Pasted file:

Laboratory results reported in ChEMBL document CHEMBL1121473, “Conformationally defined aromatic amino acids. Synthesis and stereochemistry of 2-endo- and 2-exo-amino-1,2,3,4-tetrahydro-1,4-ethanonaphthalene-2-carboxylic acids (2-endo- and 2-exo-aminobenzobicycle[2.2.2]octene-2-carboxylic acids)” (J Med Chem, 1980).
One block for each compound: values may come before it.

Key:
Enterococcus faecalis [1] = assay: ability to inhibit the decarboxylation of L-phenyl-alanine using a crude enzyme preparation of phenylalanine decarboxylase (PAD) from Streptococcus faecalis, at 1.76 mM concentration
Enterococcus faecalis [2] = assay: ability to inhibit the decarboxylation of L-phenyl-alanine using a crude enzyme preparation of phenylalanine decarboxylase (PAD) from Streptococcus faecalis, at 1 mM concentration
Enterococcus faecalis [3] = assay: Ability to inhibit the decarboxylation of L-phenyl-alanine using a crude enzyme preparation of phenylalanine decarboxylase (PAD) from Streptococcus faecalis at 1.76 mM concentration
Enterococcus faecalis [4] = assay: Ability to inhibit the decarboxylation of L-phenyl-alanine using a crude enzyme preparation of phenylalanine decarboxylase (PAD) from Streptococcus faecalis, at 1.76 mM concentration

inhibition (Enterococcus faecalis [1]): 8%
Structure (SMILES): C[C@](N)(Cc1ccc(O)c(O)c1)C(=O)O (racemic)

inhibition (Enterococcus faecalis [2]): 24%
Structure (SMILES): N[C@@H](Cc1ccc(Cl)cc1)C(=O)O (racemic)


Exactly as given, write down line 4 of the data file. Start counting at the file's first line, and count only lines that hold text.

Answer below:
Enterococcus faecalis [1] = assay: ability to inhibit the decarboxylation of L-phenyl-alanine using a crude enzyme preparation of phenylalanine decarboxylase (PAD) from Streptococcus faecalis, at 1.76 mM concentration